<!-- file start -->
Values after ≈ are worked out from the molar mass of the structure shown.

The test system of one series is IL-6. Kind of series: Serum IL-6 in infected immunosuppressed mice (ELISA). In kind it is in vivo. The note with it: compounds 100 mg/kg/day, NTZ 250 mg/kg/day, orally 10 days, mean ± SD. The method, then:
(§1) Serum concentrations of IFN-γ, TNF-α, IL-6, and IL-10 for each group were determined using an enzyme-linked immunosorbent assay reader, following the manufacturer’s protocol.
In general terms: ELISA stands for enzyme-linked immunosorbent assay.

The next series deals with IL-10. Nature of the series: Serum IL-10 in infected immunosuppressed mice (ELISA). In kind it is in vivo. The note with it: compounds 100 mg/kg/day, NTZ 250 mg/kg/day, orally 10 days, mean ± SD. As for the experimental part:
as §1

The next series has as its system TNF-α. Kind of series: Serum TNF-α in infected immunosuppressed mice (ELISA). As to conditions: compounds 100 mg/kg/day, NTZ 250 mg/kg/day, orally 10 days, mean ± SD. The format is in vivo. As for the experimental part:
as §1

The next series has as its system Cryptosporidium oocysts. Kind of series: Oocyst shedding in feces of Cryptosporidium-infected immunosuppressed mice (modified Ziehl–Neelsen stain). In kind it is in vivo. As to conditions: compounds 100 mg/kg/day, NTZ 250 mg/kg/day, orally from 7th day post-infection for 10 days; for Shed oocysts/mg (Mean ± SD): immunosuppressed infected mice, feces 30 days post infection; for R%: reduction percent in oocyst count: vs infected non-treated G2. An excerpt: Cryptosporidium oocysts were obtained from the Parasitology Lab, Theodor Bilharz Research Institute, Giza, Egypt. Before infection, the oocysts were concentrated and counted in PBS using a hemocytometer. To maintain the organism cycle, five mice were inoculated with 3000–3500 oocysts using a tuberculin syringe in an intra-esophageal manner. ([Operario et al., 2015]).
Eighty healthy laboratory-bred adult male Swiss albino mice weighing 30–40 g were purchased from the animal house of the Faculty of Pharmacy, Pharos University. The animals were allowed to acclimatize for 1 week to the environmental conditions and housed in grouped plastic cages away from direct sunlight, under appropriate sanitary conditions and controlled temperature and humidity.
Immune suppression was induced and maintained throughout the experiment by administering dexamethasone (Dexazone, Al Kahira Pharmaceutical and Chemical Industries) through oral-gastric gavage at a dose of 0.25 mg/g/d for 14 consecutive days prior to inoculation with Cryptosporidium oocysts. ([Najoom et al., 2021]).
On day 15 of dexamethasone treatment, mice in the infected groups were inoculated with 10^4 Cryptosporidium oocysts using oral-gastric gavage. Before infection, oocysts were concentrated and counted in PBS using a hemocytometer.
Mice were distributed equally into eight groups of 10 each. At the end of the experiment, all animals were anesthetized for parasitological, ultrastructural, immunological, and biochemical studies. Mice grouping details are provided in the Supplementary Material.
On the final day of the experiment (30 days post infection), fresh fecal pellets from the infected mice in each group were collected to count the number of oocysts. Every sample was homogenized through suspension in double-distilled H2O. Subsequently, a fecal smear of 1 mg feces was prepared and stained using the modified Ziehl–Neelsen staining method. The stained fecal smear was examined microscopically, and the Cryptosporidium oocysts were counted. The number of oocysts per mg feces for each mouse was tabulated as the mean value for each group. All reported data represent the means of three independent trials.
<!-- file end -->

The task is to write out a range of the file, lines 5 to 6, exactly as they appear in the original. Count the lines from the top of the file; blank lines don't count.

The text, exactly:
The next series deals with IL-10. Nature of the series: Serum IL-10 in infected immunosuppressed mice (ELISA). In kind it is in vivo. The note with it: compounds 100 mg/kg/day, NTZ 250 mg/kg/day, orally 10 days, mean ± SD. As for the experimental part:
as §1